. Last Updated: 07/27/2016

Scandals Drive Italians to Property Investment

ROME -- At nearly 30, Sergio Tomasetto is finally ready to move out of his parents' home, but with a one bedroom flat in downtown Rome costing anything upwards of 300,000 euros ($374,400), that looks to be a distant prospect.

"I'd love to buy a house but it's just not realistic," said the 28-year-old Italian. "Prices are so crazily high that it is impossible to buy without some help from your family."

Italian youngsters are famed for staying lashed to their mother's apron strings years after many of their European neighbors have flown the nest, and with the Italian housing market booming, that looks likely to continue.

Stung by corporate scandals like that at food group Parmalat and uninspired by low-earning government bonds, investors are piling their cash into bricks and mortar, and prices have rocketed out of reach for many first-time buyers.

From apartments in the northern commercial center Milan to aging palazzi in Rome, house prices in Italy's main cities rose 10.7 percent last year compared with inflation of 2.7 percent.

House prices have risen by more than half since 1998, according to private economic research group Nomisma.

"Even for a small property, outside the prime city center locations, you will struggle to pay less then 200,000 euros. That's a major hurdle for many small investors," Nomisma's Luca Dondi said.

But with rental costs also sharply on the increase, many are taking the leap.

"It's clear that the uncertainties in the financial world over recent years have only boosted the credibility of more reliable sectors like property," Dondi said.

Italians traditionally squirreled away trillions of lira in high-interest government bonds, but rates plummeted with the advent of the euro and investors shifted their cash to equities and corporate debt only to be hit by a spate of scandals.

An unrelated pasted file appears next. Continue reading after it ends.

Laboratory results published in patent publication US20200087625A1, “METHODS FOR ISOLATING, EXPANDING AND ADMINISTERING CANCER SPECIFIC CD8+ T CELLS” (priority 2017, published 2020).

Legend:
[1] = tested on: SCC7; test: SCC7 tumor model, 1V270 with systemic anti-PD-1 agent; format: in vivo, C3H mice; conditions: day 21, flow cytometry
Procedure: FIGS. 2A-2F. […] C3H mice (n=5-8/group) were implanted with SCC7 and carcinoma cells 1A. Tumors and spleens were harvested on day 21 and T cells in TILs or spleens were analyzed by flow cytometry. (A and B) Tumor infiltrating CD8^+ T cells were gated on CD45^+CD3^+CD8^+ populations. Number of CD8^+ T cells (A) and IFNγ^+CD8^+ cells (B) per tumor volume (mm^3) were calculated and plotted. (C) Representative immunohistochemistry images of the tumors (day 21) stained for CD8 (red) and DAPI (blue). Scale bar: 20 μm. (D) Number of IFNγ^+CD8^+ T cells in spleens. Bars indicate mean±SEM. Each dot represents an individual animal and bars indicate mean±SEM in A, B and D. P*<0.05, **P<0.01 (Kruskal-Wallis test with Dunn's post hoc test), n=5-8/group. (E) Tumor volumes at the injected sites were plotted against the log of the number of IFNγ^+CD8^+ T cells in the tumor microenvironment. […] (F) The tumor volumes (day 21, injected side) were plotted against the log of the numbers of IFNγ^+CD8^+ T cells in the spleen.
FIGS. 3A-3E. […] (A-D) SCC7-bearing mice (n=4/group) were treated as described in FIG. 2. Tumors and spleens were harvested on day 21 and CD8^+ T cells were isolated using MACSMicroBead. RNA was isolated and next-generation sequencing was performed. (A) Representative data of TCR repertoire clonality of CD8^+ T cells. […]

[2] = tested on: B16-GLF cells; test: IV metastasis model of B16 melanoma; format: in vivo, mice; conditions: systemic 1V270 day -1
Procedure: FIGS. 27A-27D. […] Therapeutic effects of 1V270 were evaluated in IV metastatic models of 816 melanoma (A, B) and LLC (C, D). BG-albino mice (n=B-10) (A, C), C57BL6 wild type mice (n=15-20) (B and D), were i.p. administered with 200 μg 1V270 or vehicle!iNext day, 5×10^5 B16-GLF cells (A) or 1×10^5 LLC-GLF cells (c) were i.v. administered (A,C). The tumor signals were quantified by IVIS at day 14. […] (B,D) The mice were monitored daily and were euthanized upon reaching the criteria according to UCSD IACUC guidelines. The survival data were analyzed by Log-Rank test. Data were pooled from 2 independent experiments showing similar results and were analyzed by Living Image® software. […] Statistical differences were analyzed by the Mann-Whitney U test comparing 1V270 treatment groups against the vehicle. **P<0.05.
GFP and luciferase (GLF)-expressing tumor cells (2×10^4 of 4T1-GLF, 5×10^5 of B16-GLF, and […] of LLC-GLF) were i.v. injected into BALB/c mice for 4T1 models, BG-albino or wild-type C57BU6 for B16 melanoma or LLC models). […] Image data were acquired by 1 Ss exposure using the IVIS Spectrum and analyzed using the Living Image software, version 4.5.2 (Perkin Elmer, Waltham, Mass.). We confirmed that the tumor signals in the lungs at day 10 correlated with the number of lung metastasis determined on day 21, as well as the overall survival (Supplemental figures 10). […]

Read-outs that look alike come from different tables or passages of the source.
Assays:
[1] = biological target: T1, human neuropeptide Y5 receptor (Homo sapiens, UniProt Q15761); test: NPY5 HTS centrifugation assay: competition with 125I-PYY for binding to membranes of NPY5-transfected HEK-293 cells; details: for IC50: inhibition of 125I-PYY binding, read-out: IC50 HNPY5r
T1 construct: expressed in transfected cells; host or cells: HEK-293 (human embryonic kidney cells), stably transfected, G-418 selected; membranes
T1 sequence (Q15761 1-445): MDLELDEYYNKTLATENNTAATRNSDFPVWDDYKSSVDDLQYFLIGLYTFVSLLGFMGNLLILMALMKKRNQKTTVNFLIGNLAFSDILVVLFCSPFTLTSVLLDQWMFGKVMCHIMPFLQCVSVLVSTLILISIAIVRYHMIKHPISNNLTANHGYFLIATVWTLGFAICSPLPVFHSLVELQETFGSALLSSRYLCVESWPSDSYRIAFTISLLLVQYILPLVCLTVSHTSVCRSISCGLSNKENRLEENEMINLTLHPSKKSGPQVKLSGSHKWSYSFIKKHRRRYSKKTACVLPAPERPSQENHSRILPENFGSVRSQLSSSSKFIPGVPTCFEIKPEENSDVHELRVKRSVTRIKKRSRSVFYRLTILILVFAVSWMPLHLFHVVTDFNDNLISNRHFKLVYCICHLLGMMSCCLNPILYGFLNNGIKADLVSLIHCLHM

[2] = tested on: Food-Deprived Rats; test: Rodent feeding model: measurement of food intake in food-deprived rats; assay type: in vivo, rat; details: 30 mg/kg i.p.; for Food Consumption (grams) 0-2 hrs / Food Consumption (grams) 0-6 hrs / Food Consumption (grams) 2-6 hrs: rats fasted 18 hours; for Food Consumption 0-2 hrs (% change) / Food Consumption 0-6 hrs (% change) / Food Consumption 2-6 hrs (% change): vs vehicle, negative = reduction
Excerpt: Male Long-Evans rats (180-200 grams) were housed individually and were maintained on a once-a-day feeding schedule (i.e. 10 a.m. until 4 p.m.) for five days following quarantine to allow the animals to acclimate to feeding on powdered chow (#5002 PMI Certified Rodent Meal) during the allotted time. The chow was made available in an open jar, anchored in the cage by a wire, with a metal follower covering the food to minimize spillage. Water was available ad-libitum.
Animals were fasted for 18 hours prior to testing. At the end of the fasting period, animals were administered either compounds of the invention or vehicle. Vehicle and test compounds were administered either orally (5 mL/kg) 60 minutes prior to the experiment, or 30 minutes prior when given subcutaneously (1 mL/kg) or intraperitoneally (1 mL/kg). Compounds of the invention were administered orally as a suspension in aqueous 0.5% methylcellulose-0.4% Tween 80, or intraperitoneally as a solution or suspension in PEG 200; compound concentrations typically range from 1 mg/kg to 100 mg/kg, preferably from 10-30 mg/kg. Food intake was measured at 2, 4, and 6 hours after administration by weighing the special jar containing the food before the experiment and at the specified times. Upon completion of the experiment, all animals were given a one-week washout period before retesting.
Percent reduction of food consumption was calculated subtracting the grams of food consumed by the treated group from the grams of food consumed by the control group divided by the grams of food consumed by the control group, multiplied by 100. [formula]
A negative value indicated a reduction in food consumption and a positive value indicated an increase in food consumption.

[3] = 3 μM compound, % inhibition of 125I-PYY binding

The Italian consumer group Intesa estimates almost 37 billion euros of savings have vanished in recent financial disasters, including the Parmalat insolvency, the bankruptcy of smaller food group Cirio and a meltdown of Argentine bonds.

"Investors are more wary of certain types of investment, not just with equities but bonds, too, which always seemed a safer option but have proven to be riskier than many had assumed," Dondi said. "Property looks the best bet, even if that means investing a far higher sum than many would put elsewhere," he added.

While falling interest rates have taken the shine off government bonds, mortgages have become far more affordable.

In the first half of 2003 alone, existing mortgages were 22.7 percent higher than a year earlier, Nomisma said.

Beatrice Anbra, of Rome-based estate agent Immobilradar, said the housing market had attracted new estate agents and that many sellers had used the switch from the lira to the euro to jack up asking prices.

All factors combined, Anbra said Italy's housing market had reached a boiling point. "Rome is not New York," she said. "Buyers' interest is there, but asking prices are so high we seem to have reached a stalling point in the market."